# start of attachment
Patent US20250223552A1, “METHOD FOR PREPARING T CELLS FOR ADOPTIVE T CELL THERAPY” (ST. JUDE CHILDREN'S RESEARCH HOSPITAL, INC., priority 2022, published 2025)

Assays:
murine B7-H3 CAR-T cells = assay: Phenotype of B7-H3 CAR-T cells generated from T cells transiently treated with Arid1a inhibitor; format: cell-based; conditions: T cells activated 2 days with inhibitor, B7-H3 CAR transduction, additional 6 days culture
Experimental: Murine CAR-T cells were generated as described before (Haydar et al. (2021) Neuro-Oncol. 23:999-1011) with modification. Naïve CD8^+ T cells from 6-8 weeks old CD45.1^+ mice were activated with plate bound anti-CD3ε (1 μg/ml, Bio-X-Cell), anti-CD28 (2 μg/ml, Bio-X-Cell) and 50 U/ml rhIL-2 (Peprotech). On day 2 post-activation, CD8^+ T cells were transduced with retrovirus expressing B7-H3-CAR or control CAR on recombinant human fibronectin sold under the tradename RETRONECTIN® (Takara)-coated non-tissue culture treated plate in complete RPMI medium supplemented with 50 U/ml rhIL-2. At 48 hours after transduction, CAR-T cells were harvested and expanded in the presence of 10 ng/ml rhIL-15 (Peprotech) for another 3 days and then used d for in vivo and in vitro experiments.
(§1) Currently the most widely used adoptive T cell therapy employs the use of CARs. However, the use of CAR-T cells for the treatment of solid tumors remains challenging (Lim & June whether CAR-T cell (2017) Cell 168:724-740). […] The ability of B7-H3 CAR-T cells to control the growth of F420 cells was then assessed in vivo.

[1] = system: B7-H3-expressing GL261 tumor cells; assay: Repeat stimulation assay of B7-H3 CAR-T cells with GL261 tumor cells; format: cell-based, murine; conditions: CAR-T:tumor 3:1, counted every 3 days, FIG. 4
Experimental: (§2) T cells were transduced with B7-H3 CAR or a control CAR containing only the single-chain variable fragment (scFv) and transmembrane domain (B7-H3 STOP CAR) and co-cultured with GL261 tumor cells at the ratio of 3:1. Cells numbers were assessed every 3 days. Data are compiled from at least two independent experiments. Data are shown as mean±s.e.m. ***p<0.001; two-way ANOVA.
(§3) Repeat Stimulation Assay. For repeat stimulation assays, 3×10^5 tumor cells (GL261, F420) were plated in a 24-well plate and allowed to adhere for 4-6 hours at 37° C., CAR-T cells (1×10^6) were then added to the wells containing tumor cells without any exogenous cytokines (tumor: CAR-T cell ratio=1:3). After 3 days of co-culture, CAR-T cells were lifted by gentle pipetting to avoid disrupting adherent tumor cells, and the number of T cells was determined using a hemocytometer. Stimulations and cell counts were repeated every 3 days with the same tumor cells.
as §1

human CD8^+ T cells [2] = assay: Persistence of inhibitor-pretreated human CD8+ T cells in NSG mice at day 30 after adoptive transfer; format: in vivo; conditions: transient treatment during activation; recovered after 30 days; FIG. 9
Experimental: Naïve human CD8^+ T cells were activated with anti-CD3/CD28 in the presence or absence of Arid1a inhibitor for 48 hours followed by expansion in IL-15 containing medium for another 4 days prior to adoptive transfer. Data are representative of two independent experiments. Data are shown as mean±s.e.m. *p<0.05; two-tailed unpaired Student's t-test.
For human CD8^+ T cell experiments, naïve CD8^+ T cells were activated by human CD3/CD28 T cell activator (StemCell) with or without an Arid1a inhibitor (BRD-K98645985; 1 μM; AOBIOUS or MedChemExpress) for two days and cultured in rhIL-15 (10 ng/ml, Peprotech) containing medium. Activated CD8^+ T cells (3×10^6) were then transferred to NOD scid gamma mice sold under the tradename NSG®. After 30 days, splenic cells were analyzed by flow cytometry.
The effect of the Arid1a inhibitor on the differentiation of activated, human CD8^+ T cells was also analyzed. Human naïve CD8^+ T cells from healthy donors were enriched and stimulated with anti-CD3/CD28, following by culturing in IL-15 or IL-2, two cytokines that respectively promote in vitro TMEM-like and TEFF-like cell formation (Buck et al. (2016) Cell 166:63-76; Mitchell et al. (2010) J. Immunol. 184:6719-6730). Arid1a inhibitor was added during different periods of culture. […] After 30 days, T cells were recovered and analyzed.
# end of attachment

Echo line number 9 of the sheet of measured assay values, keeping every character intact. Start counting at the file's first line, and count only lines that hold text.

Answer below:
as §1